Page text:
Small-town living can have its benefits, like knowing your neighbours, but when it comes to accessing help and support, it can be a barrier.
- Wongutha woman Colleen Berry says Nyunnga-Ku is a fun, safe place for women from Leonora
- Ms Berry says many women are struggling to cope with mental health issues
- The Nyunnga-Ku women’s camp aims to connect service providers and women who need their help
Colleen Berry, who lives in the small inland community of Leonora in Western Australia’s Goldfields, said people often felt “shame” in asking for help — and she wanted to do something to change that.
So the proud Wongutha woman founded Nyunnga-ku, a community group for the women of Leonora where they can chat, sew, drink cups of tea and speak freely.
As more women came to the group, Ms Berry said she realised how many were struggling with mental health and other issues.
Ms Berry wanted to empower her community with knowledge in a way that would be socially and culturally appropriate, which is how Nyunnga-Ku women’s camp was born.
This camp, now in its second year, brings service providers in law, health, mental health and wellbeing together with the community.
Ms Berry says the aim is to break down the barriers between these services and the women who need their help.
“When we have camps like this the service providers can come out on country, sit around, and the community can get to know them on a different side,” she said.
“If they need to talk to a counsellor they can go off and talk to a counsellor instead of going into an office, where they [feel] shame.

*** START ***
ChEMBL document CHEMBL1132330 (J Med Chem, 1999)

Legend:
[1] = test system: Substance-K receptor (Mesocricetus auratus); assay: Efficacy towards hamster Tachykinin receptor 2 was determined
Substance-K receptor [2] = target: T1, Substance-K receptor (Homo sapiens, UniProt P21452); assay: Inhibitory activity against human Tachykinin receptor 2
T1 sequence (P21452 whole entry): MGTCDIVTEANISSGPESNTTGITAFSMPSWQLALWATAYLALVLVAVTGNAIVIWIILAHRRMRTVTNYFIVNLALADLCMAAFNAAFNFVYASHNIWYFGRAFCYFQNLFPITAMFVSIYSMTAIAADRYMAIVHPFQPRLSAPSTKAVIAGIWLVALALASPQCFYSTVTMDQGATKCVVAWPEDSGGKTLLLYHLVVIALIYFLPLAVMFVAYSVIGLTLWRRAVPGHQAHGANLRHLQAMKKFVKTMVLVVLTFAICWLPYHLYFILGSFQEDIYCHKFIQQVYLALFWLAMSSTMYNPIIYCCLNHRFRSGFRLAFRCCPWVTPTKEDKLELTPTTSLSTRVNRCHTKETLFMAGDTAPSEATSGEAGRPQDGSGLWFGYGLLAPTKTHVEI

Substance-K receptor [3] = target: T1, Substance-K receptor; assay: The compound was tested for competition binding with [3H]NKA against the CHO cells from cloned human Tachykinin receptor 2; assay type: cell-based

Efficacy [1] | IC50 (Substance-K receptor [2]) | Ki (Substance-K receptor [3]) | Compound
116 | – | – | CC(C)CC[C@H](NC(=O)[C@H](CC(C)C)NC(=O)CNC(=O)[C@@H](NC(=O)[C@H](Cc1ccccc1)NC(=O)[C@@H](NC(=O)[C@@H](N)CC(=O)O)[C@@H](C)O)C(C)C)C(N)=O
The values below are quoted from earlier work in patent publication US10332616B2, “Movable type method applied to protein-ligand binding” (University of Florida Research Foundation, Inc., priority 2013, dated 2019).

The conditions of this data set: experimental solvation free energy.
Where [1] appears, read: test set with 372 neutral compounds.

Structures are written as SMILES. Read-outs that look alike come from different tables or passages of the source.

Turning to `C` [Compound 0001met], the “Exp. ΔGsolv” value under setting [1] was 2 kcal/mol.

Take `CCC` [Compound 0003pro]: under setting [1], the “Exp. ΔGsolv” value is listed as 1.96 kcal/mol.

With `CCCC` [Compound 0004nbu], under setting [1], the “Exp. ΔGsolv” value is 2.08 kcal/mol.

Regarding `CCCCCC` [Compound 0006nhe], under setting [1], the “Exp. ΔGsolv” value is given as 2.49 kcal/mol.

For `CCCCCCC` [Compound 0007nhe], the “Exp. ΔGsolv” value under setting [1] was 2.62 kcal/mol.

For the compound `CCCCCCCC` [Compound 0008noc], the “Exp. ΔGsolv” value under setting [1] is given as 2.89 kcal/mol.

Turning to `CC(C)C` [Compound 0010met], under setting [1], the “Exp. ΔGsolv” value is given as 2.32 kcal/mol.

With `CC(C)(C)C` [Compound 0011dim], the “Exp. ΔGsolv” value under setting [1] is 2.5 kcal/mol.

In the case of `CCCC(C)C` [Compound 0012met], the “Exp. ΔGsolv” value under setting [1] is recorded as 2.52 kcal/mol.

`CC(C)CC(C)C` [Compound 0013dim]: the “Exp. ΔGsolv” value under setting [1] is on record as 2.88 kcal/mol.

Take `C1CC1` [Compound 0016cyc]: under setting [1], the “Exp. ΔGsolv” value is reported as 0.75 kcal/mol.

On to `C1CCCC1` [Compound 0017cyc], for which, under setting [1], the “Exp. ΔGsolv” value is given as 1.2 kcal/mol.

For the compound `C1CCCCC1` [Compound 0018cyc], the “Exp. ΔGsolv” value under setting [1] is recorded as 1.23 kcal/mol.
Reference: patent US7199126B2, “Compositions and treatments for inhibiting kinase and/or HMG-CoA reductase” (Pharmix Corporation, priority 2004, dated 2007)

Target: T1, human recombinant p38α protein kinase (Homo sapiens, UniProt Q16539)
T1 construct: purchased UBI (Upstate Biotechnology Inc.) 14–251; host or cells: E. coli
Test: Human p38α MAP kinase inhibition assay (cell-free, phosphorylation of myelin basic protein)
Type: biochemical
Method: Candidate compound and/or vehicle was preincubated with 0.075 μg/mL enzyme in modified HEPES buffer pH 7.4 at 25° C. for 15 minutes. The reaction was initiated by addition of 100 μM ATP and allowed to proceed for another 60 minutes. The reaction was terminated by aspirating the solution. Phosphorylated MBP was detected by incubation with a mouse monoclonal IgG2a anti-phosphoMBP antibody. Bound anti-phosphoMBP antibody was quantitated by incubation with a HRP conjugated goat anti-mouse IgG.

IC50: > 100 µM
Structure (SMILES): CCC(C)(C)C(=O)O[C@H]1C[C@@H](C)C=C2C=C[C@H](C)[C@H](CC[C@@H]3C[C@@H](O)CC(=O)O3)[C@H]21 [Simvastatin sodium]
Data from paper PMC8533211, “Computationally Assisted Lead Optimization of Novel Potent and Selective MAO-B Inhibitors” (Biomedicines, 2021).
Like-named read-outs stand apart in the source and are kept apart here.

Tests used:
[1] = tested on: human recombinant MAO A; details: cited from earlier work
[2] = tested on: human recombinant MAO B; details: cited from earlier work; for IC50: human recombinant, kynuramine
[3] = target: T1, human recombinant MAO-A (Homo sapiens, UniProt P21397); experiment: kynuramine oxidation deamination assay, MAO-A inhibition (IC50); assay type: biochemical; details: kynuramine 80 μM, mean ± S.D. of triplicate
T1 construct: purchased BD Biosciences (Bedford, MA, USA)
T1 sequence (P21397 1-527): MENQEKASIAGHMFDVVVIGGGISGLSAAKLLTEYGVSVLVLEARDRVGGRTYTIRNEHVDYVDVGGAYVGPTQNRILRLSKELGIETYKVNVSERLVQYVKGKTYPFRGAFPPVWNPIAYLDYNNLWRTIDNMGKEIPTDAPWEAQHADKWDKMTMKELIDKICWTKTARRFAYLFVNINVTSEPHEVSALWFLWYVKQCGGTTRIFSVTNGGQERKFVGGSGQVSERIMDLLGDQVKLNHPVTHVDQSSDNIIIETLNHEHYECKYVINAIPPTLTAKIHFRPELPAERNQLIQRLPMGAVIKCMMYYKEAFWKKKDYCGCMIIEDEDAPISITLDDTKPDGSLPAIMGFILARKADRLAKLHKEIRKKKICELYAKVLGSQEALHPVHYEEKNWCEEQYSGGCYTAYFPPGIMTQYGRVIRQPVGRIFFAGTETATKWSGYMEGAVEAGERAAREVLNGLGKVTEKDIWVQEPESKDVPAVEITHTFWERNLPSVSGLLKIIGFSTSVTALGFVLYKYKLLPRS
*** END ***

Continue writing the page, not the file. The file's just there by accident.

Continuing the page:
“So the more knowledge they have of it, it’s better for them to cope.”
At the camp during the day, women sat together under shady marquees making worry dolls, talking about bush medicine, and having massages and facials.
Breakfast, lunch and dinner was provided by a local mining company, but some traditional foods were cooked too, including kangaroo tail and goanna.
At night, everyone sat around campfires yarning about their lives and — sometimes — revealing their pain.
Being on country
On day two, the service providers spoke about what they could offer the women in the community.
Many of them shared personal stories about what had led them to their career choices, including mental health, family law, self-care and domestic violence.
Some women were moved to tears.
“They can cry if they want to and no one’s going to judge them.
“It’s wonderful you’ve got everybody that will support you.”
Vicki Abdullah, who attended the camp this year, said the freedom of being on country put the women at ease.
“Some people don’t like speaking in four walls in offices or in hospitals.
“It’s really good to be sitting and talking to people out on country because you feel so relaxed.”
Leonora Lives Matter suicide prevention chair Kathy Beaton attended the camp and said creating space for people to talk about their problems was integral to addressing mental health issues.
“They are the ones who will walk forward and say, ‘Hey, what’s going on?’.”
Ms Abdullah said it was a “powerful” experience hearing from the women at the camp.
“It’s so amazing to hear a lot of stories,” she said. “Stepping up to do their own thing.
“Talking and don’t be shamed. I find that most people feel ashamed to talk.”
Ms Abdullah says she had benefited from meeting with service providers at the camp.
“I feel a bit better,” she said. “I think the first step is to get help with what I’ve been going through.
“I’d like to see more camps and more people to come and express their feelings.”